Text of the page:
A new literature review study conducted by Belgian researchers and published in the journal Food Control has concluded that there are no benefits and lots of risk in consuming raw milk. Scientists reviewed the risks and benefits related to consumption of raw and pasteurized milk, considering the presence of pathogens, pathogen growth inhibition by lactic acid-producing and probiotic bacteria, and nutritional and health aspects of both products.
They conclude by stating “it is demonstrated that consumption of raw milk poses a realistic health threat due to a possible contamination with human pathogens. With the exception of an altered organoleptic (taste and texture) profile, heating will not substantially change the nutritional value of raw milk or other benefits associated with raw milk consumption.”
First, some history: before 1938, about 25% of all foodborne and waterborne disease outbreaks in the US were associated with milk, but today, the percentage of those outbreaks is less than 1%. Between 1880 and 1907, 29 milk-borne outbreaks were reported every year in the US. After pasteurization, there were only 46 outbreaks total from 1973 to 1992. And the vast majority of milk-borne outbreaks in the US occur in states that permit raw milk sales.
In England and Wales, the vast majority of milk-borne outbreaks during the 1980s were attributed to the consumption of raw milk. In Scotland, raw milk outbreaks were common until the sale of unpasteurized milk was prohibited in 1983, which led to a significant drop in outbreaks.
The study states that, “These surveys clearly demonstrate that raw cow milk can be a source of foodborne pathogens of human health significance, with Salmonella, Campylobacter and E. coli being the main bacteria that may be transferred from raw milk to humans. Considering the data, it is clear that the risk for consumers can be considered real, and even high in case raw milk would be frequently consumed.”
The authors state that heating milk has negligible effect on amino acids, little effect on protein digestibility and nutritional properties, no effect on milk lipids, and zero effect on vitamins, minerals, and trace elements. Raw milk contains probiotic bacteria, but in such small amounts that “the relevance and number of these bacteria are too limited to have any physiological effect for consumers.”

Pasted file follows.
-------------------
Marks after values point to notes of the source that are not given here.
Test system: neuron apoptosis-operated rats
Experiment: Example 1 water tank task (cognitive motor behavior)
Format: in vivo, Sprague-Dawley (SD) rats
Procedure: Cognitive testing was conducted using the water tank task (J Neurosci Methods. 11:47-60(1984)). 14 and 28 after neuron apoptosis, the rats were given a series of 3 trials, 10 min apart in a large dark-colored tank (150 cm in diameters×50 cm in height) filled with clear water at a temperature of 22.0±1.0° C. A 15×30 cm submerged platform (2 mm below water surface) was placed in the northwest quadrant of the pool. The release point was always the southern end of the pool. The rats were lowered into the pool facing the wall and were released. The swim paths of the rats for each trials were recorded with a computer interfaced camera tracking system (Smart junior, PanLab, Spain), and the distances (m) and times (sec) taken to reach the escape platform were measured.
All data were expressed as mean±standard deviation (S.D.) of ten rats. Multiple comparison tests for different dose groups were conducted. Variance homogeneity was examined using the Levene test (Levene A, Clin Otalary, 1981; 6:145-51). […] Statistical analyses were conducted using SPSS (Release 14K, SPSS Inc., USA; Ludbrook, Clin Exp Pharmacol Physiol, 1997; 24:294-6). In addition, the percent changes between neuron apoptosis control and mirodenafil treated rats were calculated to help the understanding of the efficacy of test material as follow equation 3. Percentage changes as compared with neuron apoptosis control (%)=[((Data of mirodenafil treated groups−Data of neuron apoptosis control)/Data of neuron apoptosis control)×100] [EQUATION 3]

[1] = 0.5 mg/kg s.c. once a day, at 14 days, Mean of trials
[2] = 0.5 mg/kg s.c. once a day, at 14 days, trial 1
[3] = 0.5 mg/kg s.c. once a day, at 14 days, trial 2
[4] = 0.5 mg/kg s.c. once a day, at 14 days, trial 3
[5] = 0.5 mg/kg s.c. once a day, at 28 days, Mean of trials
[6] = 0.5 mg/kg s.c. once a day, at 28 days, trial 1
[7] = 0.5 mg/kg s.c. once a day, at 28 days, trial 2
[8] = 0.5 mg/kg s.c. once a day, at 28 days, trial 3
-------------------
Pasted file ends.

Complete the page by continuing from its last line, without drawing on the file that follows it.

In addition, milk enzymes do not contribute to the digestibility of milk, and most of those enzymes in milk are destroyed by the low pH of human stomachs before they have any effect. Pasteurization has no significnat effect on lactose levels in milk. Finally, milk allergies are independent of whether milk has been pasteurized or not, and all milk, raw or pasteurized, contains lactose and no lactase.
The authors also say that “most studies alluding to a possible protective effect of raw milk consumption do not contain any objective confirmation on the raw milk status or a direct comparison with heat-treated milk. Moreover, it seems that the observed increased resistance seems to be rather related to the exposure to a farm environment or to animals than to raw milk consumption.”
In fact, the only counter-argument against pasteurization is the change in the taste, texture, and aroma. But even that perception is mostly determined by the milk fat content. The authors state that raw milk poses a “realistic and unnecessary health threat because of its possible contamination of pathogenic bacteria.” Moreover, “historical data show that the pasteurization of milk has led to an improved public health. Almost all arguments put forward by raw milk proponents for not heating milk can be refuted, and the only substantial disadvantage of heating is the change in the organoleptic profile of milk. It is clear that this ‘detrimental’ effect of heating does not countervail the risk posed by raw milk consumption.”